Henry Kirby in London -
Amid continued decreases in the price of oil and the weakening of the ruble, Russia's Ministry of Finance has revised the 2015 budget, with spending cuts of 10-15% looking likely.
The budget cuts of at least 10% are now being planned in efforts to soften the blow of low oil prices on Russia’s bottom line, requiring major revisions of both oil price and ruble rate expectations.
The current consensus is that 2015 will see oil average $60 a barrel, the ruble average RUB56 to the dollar, and Russia record a 2% deficit as a result. The original 2015 budget, announced last year, was based on an oil price of $96 per barrel.
Speaking at the World Economic Forum in Davos last week, Russian Deputy Prime Minister Arkady Dvorkovich conceded that, despite the revised budget being modeled on $60/b oil, prices could drop even further. “For a short period of time, prices can be lower than today, $25-30, but not for a long period of time since most of the countries actually want higher prices,” he said.
Russia’s budgetary break-even point last year hinged on $100 oil and a ruble rate of RUB32 per dollar. The current price per barrel of Brent crude is less than half of that. After a brief rally in late December, the ruble has since steadily weakened, trading at RUB69.2 per dollar at the time of writing.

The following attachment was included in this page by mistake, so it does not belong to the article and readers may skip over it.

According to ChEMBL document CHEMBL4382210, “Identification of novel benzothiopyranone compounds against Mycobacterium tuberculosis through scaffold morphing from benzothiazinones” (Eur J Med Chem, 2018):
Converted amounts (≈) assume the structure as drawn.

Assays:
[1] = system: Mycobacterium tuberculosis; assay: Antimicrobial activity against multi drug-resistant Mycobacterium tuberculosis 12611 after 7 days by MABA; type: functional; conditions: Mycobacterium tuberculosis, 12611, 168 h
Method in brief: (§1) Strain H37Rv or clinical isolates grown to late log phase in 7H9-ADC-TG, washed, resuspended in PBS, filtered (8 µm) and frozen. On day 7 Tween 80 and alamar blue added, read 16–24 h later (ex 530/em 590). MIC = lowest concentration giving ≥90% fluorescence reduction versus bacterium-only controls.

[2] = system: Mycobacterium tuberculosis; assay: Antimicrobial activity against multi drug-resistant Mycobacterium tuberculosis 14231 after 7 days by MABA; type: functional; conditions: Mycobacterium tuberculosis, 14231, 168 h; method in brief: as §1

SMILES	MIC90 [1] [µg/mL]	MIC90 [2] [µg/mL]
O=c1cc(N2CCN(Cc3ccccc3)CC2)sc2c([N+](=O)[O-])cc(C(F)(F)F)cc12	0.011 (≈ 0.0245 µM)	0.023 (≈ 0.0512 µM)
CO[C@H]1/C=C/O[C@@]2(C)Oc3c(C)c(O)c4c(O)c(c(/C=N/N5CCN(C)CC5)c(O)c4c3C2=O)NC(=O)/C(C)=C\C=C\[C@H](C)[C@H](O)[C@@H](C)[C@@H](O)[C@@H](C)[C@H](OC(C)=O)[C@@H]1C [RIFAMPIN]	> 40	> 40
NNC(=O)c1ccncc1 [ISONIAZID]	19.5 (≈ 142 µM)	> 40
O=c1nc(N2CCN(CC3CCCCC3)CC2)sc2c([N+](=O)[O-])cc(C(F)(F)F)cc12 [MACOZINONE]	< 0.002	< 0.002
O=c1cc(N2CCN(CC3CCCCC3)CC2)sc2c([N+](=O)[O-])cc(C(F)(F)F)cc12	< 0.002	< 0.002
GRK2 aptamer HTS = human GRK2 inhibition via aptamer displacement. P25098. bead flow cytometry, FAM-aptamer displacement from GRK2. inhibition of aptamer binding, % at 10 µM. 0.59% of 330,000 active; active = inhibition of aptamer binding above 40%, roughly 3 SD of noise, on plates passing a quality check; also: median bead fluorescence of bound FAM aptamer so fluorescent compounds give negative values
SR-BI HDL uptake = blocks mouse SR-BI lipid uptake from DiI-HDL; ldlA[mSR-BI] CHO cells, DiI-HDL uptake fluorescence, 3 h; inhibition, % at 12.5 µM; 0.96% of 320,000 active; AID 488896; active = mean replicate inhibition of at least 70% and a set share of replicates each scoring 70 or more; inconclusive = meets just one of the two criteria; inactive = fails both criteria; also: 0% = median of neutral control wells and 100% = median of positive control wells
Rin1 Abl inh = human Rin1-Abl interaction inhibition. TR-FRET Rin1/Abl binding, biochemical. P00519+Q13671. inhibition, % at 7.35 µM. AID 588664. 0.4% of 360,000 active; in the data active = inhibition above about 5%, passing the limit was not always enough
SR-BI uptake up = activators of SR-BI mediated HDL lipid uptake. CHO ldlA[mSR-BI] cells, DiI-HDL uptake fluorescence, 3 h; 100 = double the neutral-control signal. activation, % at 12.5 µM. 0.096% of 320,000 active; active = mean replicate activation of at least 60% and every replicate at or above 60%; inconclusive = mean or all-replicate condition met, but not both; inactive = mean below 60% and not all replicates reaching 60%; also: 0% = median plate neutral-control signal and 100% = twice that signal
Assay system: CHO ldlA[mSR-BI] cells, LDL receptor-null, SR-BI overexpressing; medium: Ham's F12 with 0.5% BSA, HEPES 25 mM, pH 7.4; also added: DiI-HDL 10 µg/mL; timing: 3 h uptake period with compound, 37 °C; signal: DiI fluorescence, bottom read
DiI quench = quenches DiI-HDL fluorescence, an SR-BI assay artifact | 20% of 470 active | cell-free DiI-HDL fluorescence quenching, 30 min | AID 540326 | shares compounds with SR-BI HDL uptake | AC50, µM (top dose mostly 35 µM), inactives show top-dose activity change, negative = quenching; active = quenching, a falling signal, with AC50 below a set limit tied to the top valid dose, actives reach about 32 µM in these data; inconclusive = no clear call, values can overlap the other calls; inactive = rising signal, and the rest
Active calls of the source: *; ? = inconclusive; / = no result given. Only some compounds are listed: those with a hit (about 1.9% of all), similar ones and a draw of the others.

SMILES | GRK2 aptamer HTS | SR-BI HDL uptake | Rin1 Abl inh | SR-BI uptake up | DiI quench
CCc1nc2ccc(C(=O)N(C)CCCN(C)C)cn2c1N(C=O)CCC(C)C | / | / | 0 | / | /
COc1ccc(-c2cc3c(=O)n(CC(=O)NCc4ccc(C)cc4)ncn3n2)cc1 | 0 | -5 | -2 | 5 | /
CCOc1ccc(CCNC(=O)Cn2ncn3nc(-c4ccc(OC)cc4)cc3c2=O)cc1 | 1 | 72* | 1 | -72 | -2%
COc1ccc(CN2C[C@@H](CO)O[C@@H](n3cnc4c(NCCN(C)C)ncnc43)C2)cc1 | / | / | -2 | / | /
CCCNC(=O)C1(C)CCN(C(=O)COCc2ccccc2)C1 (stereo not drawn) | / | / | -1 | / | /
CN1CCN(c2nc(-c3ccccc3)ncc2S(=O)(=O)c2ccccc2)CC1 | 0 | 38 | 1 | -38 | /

If 2014 is to be taken as a marker of things to come, then the above estimates could well prove to be wide of the mark come the end of the year. Even slight changes in either the oil price or ruble rate parameters would see Russia’s end-of-year balance sheet looking drastically different to current predictions.
The bne:Chart below takes as a starting assumption analysts’ best guess of $60/b oil and a rate of RUB56 per dollar, giving a 2% budget deficit, with all changes relative to this point. Use the sliders to enter various ruble rate and oil price values to see what Russia’s potential deficit or surplus could be.
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